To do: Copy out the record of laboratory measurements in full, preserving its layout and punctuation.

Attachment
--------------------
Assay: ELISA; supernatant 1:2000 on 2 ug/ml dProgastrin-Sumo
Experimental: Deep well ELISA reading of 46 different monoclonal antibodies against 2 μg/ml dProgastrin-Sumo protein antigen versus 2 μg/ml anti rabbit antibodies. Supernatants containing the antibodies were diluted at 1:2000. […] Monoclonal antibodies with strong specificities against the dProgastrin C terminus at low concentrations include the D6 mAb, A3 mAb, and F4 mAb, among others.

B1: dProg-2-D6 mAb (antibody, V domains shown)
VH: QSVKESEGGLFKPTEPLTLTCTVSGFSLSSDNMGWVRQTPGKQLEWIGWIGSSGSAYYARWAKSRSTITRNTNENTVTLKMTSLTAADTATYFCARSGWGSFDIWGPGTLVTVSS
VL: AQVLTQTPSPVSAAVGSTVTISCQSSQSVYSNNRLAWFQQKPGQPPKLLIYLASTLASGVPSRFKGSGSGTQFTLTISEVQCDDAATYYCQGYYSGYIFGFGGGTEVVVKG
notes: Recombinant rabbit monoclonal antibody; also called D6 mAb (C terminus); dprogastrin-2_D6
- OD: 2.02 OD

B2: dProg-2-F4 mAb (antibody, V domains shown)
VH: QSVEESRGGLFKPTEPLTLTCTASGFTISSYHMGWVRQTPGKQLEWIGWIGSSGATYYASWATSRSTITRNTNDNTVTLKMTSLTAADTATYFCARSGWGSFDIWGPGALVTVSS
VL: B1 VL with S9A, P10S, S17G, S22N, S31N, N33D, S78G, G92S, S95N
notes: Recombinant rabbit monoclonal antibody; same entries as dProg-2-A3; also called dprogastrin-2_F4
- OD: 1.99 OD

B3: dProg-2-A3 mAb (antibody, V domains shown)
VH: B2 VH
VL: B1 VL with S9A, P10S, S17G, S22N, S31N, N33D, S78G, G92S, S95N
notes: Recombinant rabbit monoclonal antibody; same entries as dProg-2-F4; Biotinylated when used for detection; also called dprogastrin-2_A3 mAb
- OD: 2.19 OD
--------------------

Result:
Assay: ELISA; supernatant 1:2000 on 2 ug/ml dProgastrin-Sumo
Experimental: Deep well ELISA reading of 46 different monoclonal antibodies against 2 μg/ml dProgastrin-Sumo protein antigen versus 2 μg/ml anti rabbit antibodies. Supernatants containing the antibodies were diluted at 1:2000. […] Monoclonal antibodies with strong specificities against the dProgastrin C terminus at low concentrations include the D6 mAb, A3 mAb, and F4 mAb, among others.

B1: dProg-2-D6 mAb (antibody, V domains shown)
VH: QSVKESEGGLFKPTEPLTLTCTVSGFSLSSDNMGWVRQTPGKQLEWIGWIGSSGSAYYARWAKSRSTITRNTNENTVTLKMTSLTAADTATYFCARSGWGSFDIWGPGTLVTVSS
VL: AQVLTQTPSPVSAAVGSTVTISCQSSQSVYSNNRLAWFQQKPGQPPKLLIYLASTLASGVPSRFKGSGSGTQFTLTISEVQCDDAATYYCQGYYSGYIFGFGGGTEVVVKG
notes: Recombinant rabbit monoclonal antibody; also called D6 mAb (C terminus); dprogastrin-2_D6
- OD: 2.02 OD

B2: dProg-2-F4 mAb (antibody, V domains shown)
VH: QSVEESRGGLFKPTEPLTLTCTASGFTISSYHMGWVRQTPGKQLEWIGWIGSSGATYYASWATSRSTITRNTNDNTVTLKMTSLTAADTATYFCARSGWGSFDIWGPGALVTVSS
VL: B1 VL with S9A, P10S, S17G, S22N, S31N, N33D, S78G, G92S, S95N
notes: Recombinant rabbit monoclonal antibody; same entries as dProg-2-A3; also called dprogastrin-2_F4
- OD: 1.99 OD

B3: dProg-2-A3 mAb (antibody, V domains shown)
VH: B2 VH
VL: B1 VL with S9A, P10S, S17G, S22N, S31N, N33D, S78G, G92S, S95N
notes: Recombinant rabbit monoclonal antibody; same entries as dProg-2-F4; Biotinylated when used for detection; also called dprogastrin-2_A3 mAb
- OD: 2.19 OD